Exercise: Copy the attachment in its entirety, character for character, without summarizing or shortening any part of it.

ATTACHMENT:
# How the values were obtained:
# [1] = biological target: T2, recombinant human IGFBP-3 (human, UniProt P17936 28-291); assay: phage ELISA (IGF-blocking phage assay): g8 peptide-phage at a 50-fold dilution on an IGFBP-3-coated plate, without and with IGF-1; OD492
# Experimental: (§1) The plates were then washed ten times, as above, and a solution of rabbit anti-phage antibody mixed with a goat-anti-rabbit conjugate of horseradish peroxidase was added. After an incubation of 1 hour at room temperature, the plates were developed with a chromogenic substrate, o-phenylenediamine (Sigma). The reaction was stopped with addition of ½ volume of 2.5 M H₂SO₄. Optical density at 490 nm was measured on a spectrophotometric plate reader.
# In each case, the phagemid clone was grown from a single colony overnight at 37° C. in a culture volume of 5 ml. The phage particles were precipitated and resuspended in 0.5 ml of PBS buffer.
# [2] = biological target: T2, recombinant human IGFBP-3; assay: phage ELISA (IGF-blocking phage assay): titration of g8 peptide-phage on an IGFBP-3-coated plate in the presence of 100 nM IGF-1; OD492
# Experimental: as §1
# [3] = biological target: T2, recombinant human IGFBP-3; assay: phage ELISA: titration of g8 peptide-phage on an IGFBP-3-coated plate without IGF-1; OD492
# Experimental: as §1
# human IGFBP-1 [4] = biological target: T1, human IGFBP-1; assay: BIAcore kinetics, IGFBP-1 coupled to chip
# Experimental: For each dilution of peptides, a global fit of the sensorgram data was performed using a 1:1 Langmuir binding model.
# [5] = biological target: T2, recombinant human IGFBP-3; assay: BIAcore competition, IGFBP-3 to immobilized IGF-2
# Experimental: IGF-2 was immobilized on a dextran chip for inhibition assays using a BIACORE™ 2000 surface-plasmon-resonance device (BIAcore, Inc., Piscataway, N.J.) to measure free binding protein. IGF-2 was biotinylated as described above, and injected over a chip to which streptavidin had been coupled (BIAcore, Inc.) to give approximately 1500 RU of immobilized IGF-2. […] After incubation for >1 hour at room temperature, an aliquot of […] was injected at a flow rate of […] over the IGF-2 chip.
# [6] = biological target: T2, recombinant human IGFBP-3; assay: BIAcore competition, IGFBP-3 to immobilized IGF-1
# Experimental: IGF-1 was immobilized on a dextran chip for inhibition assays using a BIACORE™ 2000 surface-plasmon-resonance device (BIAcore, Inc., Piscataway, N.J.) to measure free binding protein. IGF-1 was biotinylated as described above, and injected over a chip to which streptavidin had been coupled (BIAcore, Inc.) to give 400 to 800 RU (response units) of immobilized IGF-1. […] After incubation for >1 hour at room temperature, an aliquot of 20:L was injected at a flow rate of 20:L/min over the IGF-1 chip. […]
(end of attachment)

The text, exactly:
# How the values were obtained:
# [1] = biological target: T2, recombinant human IGFBP-3 (human, UniProt P17936 28-291); assay: phage ELISA (IGF-blocking phage assay): g8 peptide-phage at a 50-fold dilution on an IGFBP-3-coated plate, without and with IGF-1; OD492
# Experimental: (§1) The plates were then washed ten times, as above, and a solution of rabbit anti-phage antibody mixed with a goat-anti-rabbit conjugate of horseradish peroxidase was added. After an incubation of 1 hour at room temperature, the plates were developed with a chromogenic substrate, o-phenylenediamine (Sigma). The reaction was stopped with addition of ½ volume of 2.5 M H₂SO₄. Optical density at 490 nm was measured on a spectrophotometric plate reader.
# In each case, the phagemid clone was grown from a single colony overnight at 37° C. in a culture volume of 5 ml. The phage particles were precipitated and resuspended in 0.5 ml of PBS buffer.
# [2] = biological target: T2, recombinant human IGFBP-3; assay: phage ELISA (IGF-blocking phage assay): titration of g8 peptide-phage on an IGFBP-3-coated plate in the presence of 100 nM IGF-1; OD492
# Experimental: as §1
# [3] = biological target: T2, recombinant human IGFBP-3; assay: phage ELISA: titration of g8 peptide-phage on an IGFBP-3-coated plate without IGF-1; OD492
# Experimental: as §1
# human IGFBP-1 [4] = biological target: T1, human IGFBP-1; assay: BIAcore kinetics, IGFBP-1 coupled to chip
# Experimental: For each dilution of peptides, a global fit of the sensorgram data was performed using a 1:1 Langmuir binding model.
# [5] = biological target: T2, recombinant human IGFBP-3; assay: BIAcore competition, IGFBP-3 to immobilized IGF-2
# Experimental: IGF-2 was immobilized on a dextran chip for inhibition assays using a BIACORE™ 2000 surface-plasmon-resonance device (BIAcore, Inc., Piscataway, N.J.) to measure free binding protein. IGF-2 was biotinylated as described above, and injected over a chip to which streptavidin had been coupled (BIAcore, Inc.) to give approximately 1500 RU of immobilized IGF-2. […] After incubation for >1 hour at room temperature, an aliquot of […] was injected at a flow rate of […] over the IGF-2 chip.
# [6] = biological target: T2, recombinant human IGFBP-3; assay: BIAcore competition, IGFBP-3 to immobilized IGF-1
# Experimental: IGF-1 was immobilized on a dextran chip for inhibition assays using a BIACORE™ 2000 surface-plasmon-resonance device (BIAcore, Inc., Piscataway, N.J.) to measure free binding protein. IGF-1 was biotinylated as described above, and injected over a chip to which streptavidin had been coupled (BIAcore, Inc.) to give 400 to 800 RU (response units) of immobilized IGF-1. […] After incubation for >1 hour at room temperature, an aliquot of 20:L was injected at a flow rate of 20:L/min over the IGF-1 chip. […]